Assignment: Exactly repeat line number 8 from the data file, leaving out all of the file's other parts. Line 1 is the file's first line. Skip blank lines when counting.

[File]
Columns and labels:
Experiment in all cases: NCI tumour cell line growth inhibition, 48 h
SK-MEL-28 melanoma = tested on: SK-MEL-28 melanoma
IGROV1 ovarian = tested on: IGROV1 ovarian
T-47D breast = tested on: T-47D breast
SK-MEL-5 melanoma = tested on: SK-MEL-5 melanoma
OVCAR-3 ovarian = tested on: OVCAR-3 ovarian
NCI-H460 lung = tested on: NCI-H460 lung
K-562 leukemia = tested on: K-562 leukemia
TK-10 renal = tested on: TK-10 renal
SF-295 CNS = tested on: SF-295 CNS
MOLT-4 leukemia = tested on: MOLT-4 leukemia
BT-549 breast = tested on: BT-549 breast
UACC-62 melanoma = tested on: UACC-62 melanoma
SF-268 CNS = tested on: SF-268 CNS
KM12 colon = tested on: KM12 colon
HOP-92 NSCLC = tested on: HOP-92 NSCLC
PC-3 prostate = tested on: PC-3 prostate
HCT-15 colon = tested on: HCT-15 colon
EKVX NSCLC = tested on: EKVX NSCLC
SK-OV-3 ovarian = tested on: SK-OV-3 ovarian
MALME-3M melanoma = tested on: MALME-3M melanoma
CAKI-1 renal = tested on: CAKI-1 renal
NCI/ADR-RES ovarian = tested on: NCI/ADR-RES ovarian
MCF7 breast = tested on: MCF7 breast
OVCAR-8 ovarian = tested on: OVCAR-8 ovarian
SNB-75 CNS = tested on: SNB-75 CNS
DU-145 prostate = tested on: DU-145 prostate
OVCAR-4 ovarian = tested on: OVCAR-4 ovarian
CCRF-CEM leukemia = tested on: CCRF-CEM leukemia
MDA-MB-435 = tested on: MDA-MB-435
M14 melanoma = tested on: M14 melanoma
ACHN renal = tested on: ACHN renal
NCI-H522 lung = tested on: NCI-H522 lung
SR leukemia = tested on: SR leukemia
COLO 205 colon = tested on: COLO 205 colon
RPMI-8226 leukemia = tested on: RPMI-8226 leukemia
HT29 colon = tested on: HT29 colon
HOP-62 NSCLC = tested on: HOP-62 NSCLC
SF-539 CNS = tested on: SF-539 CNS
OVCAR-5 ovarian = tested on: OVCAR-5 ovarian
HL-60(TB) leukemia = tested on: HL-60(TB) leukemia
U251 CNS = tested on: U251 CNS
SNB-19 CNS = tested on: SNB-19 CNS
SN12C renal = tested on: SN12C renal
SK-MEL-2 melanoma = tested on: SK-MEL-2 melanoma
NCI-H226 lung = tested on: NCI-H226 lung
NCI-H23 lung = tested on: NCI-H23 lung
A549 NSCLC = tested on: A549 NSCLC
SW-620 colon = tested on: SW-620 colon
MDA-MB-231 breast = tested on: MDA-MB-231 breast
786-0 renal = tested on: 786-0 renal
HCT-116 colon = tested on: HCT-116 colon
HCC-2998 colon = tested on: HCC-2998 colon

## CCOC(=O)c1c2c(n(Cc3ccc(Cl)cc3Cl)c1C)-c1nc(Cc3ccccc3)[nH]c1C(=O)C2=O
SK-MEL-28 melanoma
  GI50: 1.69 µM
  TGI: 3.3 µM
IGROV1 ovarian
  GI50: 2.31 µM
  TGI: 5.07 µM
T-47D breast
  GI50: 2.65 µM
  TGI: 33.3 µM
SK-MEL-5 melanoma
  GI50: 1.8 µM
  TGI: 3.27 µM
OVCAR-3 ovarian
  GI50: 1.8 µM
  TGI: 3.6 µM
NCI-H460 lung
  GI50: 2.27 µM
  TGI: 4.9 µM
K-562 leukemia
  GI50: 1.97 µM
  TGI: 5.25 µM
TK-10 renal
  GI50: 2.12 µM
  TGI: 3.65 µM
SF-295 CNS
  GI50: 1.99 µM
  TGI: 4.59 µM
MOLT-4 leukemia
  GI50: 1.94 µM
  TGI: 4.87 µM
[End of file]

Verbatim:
NCI-H460 lung = tested on: NCI-H460 lung